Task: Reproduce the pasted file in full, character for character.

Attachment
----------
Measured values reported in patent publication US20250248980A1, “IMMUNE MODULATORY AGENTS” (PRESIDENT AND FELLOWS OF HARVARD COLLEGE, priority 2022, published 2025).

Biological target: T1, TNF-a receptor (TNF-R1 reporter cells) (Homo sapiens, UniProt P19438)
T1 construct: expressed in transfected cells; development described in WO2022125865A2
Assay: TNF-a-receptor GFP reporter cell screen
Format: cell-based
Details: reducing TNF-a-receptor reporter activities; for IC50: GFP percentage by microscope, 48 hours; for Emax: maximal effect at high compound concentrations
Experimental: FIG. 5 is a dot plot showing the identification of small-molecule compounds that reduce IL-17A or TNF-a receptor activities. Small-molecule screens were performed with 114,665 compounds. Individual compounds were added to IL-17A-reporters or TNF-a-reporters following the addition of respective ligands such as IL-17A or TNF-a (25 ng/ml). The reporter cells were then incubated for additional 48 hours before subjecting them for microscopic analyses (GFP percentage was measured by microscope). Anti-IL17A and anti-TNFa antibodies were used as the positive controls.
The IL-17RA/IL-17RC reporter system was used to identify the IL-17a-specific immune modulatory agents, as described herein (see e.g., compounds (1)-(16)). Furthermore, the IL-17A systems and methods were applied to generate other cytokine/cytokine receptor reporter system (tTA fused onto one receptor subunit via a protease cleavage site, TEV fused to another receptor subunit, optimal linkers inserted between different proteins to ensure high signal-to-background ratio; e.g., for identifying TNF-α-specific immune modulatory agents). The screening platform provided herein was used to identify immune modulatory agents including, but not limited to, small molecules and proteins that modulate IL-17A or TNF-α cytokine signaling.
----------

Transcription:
Measured values reported in patent publication US20250248980A1, “IMMUNE MODULATORY AGENTS” (PRESIDENT AND FELLOWS OF HARVARD COLLEGE, priority 2022, published 2025).

Biological target: T1, TNF-a receptor (TNF-R1 reporter cells) (Homo sapiens, UniProt P19438)
T1 construct: expressed in transfected cells; development described in WO2022125865A2
Assay: TNF-a-receptor GFP reporter cell screen
Format: cell-based
Details: reducing TNF-a-receptor reporter activities; for IC50: GFP percentage by microscope, 48 hours; for Emax: maximal effect at high compound concentrations
Experimental: FIG. 5 is a dot plot showing the identification of small-molecule compounds that reduce IL-17A or TNF-a receptor activities. Small-molecule screens were performed with 114,665 compounds. Individual compounds were added to IL-17A-reporters or TNF-a-reporters following the addition of respective ligands such as IL-17A or TNF-a (25 ng/ml). The reporter cells were then incubated for additional 48 hours before subjecting them for microscopic analyses (GFP percentage was measured by microscope). Anti-IL17A and anti-TNFa antibodies were used as the positive controls.
The IL-17RA/IL-17RC reporter system was used to identify the IL-17a-specific immune modulatory agents, as described herein (see e.g., compounds (1)-(16)). Furthermore, the IL-17A systems and methods were applied to generate other cytokine/cytokine receptor reporter system (tTA fused onto one receptor subunit via a protease cleavage site, TEV fused to another receptor subunit, optimal linkers inserted between different proteins to ensure high signal-to-background ratio; e.g., for identifying TNF-α-specific immune modulatory agents). The screening platform provided herein was used to identify immune modulatory agents including, but not limited to, small molecules and proteins that modulate IL-17A or TNF-α cytokine signaling.